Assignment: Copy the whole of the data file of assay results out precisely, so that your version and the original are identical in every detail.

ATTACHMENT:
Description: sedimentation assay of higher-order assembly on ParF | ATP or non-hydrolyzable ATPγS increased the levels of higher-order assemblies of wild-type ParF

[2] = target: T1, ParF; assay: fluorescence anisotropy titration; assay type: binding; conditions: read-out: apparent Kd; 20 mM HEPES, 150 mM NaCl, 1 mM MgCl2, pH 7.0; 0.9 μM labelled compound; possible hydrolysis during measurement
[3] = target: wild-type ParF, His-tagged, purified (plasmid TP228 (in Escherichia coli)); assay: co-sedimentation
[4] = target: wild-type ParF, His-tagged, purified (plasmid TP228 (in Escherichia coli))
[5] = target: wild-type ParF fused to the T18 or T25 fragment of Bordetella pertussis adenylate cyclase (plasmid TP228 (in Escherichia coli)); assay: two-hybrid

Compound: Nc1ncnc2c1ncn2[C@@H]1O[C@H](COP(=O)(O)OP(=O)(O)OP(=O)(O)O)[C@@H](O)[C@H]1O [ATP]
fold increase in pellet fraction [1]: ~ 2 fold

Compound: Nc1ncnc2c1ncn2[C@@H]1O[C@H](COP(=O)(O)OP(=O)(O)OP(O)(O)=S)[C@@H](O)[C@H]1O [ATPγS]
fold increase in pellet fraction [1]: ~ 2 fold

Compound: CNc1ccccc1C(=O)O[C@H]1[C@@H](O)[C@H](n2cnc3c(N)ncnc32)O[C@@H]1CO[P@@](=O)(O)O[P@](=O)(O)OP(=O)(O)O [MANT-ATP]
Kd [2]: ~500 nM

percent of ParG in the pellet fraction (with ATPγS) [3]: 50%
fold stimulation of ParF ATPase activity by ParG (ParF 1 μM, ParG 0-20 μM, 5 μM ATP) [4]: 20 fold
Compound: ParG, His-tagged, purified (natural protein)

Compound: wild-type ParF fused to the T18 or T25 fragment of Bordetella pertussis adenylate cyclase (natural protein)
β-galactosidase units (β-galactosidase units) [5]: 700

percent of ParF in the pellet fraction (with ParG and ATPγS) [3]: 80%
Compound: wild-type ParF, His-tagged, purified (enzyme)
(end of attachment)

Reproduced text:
Description: sedimentation assay of higher-order assembly on ParF | ATP or non-hydrolyzable ATPγS increased the levels of higher-order assemblies of wild-type ParF

[2] = target: T1, ParF; assay: fluorescence anisotropy titration; assay type: binding; conditions: read-out: apparent Kd; 20 mM HEPES, 150 mM NaCl, 1 mM MgCl2, pH 7.0; 0.9 μM labelled compound; possible hydrolysis during measurement
[3] = target: wild-type ParF, His-tagged, purified (plasmid TP228 (in Escherichia coli)); assay: co-sedimentation
[4] = target: wild-type ParF, His-tagged, purified (plasmid TP228 (in Escherichia coli))
[5] = target: wild-type ParF fused to the T18 or T25 fragment of Bordetella pertussis adenylate cyclase (plasmid TP228 (in Escherichia coli)); assay: two-hybrid

Compound: Nc1ncnc2c1ncn2[C@@H]1O[C@H](COP(=O)(O)OP(=O)(O)OP(=O)(O)O)[C@@H](O)[C@H]1O [ATP]
fold increase in pellet fraction [1]: ~ 2 fold

Compound: Nc1ncnc2c1ncn2[C@@H]1O[C@H](COP(=O)(O)OP(=O)(O)OP(O)(O)=S)[C@@H](O)[C@H]1O [ATPγS]
fold increase in pellet fraction [1]: ~ 2 fold

Compound: CNc1ccccc1C(=O)O[C@H]1[C@@H](O)[C@H](n2cnc3c(N)ncnc32)O[C@@H]1CO[P@@](=O)(O)O[P@](=O)(O)OP(=O)(O)O [MANT-ATP]
Kd [2]: ~500 nM

percent of ParG in the pellet fraction (with ATPγS) [3]: 50%
fold stimulation of ParF ATPase activity by ParG (ParF 1 μM, ParG 0-20 μM, 5 μM ATP) [4]: 20 fold
Compound: ParG, His-tagged, purified (natural protein)

Compound: wild-type ParF fused to the T18 or T25 fragment of Bordetella pertussis adenylate cyclase (natural protein)
β-galactosidase units (β-galactosidase units) [5]: 700

percent of ParF in the pellet fraction (with ParG and ATPγS) [3]: 80%
Compound: wild-type ParF, His-tagged, purified (enzyme)